At long last, the time is here.
Time to head north and visit with my family, that I have not seen since last February and March.
In mid-February, I flew back to a very snowy southern Wisconsin for the weekend, to attend an EMT Refresher Class, so I could renew my EMT-Basic License in Wisconsin.
During that weekend, I was able to see my wife (Blond Girl), my daughter and youngest son for parts of two days.
Then it was fly back down here to the Mississippi Gulf Coast until late March, when I flew from Gulfport out to Raleigh-Durham, North Carolina for a four day-visit with my wife, who had flown in from Madison, Wisconsin, and our oldest son, his wife and their two, young sons, in Durham, NC.
Since that late March visit to NC, I have been back down here in the Long Beach area on the gulf coast, working weekdays at the SMRC to pay my living expenses, and continuing my two-year personal mission as a Hurricane Katrina recovery volunteer, helping folks here to rebuild their homes and lives.
Tuesday morning, my buddy Andrea from work, will drive me to the airport to fly back to Madison, where a member of my family will be waiting to pick me up and take me to my home south of Madison, where oldest son and his family, my daughter and youngest son will be waiting for a happy family reunion.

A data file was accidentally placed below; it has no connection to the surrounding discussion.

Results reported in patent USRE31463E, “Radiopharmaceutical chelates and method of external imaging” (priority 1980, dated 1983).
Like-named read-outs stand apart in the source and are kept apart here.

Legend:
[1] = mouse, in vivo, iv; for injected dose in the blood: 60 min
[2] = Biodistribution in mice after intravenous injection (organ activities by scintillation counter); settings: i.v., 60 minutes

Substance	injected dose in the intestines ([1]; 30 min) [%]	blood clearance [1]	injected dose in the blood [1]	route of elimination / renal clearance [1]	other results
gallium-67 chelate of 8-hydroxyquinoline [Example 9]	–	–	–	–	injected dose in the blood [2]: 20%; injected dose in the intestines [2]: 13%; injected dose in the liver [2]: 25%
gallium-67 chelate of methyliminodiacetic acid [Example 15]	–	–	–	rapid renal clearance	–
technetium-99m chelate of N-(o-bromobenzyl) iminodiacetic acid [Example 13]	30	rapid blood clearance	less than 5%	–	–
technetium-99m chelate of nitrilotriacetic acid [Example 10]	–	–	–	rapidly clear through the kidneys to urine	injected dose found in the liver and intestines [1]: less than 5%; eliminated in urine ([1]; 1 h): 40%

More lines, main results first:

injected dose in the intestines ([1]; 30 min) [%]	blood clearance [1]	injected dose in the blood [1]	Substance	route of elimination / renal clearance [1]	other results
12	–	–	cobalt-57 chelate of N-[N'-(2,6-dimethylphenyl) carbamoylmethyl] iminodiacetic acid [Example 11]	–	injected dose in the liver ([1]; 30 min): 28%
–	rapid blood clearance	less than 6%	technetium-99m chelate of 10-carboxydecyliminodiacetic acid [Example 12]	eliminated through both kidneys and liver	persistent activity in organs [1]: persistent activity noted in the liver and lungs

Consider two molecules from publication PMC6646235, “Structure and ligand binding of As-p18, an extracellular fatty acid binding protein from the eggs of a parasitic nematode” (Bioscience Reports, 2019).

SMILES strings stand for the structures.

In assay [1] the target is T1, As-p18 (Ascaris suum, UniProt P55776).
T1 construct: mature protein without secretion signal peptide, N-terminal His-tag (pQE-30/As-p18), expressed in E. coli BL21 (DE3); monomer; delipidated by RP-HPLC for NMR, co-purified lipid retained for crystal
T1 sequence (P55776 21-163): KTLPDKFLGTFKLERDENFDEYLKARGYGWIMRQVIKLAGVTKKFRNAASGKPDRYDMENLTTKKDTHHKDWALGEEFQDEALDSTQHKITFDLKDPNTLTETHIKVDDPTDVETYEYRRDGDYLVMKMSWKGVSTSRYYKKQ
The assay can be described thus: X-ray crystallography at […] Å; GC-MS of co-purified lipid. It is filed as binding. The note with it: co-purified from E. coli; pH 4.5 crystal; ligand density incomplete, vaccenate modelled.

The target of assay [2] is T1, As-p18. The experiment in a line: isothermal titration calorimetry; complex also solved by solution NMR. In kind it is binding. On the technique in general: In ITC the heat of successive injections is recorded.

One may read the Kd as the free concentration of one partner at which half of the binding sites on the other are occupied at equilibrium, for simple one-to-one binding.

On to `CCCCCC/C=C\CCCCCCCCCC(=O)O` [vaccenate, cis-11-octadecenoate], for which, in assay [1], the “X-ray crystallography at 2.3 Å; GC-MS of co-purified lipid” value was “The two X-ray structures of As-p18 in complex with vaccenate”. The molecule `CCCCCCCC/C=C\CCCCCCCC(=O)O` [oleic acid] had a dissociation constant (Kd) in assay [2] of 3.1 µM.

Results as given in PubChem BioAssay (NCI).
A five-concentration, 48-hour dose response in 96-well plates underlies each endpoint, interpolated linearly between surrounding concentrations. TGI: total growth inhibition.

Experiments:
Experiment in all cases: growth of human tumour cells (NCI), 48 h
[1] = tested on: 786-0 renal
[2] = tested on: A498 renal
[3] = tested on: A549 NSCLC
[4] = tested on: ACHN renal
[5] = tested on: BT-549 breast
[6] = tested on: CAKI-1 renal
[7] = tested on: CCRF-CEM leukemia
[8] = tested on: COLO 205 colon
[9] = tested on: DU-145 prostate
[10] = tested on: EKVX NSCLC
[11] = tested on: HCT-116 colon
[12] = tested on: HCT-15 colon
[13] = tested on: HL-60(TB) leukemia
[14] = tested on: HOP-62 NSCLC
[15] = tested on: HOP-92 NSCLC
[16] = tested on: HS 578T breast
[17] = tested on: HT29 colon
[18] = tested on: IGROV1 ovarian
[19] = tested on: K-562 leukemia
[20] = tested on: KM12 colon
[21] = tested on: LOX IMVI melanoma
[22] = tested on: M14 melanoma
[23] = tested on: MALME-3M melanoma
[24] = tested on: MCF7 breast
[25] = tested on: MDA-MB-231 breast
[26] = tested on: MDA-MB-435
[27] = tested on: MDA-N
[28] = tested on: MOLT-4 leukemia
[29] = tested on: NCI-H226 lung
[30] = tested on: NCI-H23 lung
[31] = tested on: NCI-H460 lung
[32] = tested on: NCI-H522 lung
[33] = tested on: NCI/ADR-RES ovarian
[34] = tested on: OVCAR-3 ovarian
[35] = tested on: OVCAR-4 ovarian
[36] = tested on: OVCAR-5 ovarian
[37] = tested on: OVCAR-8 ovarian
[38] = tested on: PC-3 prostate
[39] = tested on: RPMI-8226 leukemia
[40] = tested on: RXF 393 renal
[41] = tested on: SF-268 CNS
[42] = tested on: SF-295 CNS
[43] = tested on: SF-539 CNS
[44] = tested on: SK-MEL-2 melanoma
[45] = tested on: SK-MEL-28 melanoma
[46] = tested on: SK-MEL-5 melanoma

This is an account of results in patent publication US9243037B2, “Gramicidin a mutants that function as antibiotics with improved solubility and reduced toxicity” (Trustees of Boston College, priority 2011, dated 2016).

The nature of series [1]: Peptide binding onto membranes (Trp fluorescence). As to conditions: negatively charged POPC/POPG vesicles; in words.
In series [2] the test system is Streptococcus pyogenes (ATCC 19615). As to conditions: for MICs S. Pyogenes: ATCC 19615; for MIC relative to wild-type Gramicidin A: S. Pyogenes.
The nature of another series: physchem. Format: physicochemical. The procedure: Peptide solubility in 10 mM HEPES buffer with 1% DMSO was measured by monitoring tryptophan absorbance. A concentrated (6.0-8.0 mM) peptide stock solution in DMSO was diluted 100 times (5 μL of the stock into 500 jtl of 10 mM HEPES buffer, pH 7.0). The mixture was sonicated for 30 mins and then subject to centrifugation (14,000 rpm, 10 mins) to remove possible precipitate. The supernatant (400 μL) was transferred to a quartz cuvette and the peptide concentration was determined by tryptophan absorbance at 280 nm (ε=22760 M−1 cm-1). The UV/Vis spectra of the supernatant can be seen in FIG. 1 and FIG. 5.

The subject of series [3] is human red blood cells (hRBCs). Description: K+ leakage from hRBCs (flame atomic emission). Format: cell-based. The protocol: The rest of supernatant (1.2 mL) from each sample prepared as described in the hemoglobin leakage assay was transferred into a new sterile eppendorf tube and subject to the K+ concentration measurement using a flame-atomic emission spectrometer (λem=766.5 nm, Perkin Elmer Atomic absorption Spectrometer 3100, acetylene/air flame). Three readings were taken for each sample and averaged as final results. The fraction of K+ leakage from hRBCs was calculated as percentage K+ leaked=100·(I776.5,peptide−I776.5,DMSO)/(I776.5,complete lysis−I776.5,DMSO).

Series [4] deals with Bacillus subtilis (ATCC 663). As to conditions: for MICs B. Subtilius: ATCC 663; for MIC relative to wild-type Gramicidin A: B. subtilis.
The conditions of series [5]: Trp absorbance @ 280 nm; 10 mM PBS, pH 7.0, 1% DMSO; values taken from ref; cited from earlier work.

We will all be together until the following Saturday, when oldest son and his family will fly back to Durham. It will be good to see everyone again!
The following week, then, will find me getting ready for the Annual Boscobel, Wisconsin Muskets and Memories Civil War Weekend Reenactment, on Saturday, August 2 and Sunday, August 3. This event is one of the premier civil war reenactment events in the mid-western United States, drawing around 1,000 reenactors each year, and one I have been attending for about 10 years now.
With that many reenactors all in one place, for an entire weekend, most of whom are wearing wool pants, coats and hats, and many carrying Springfield reproduction muskets tipped with long bayonets, about 60-70 of them riding horses in the Union and Confederate Cavalry units, and 80-100 or so of them manning and firing 30+ cannons (Big Guns), in what is normally the hottest and most humid weather of the summer, there exists a high probability that some of them will need emergency medical attention sometime during that weekend.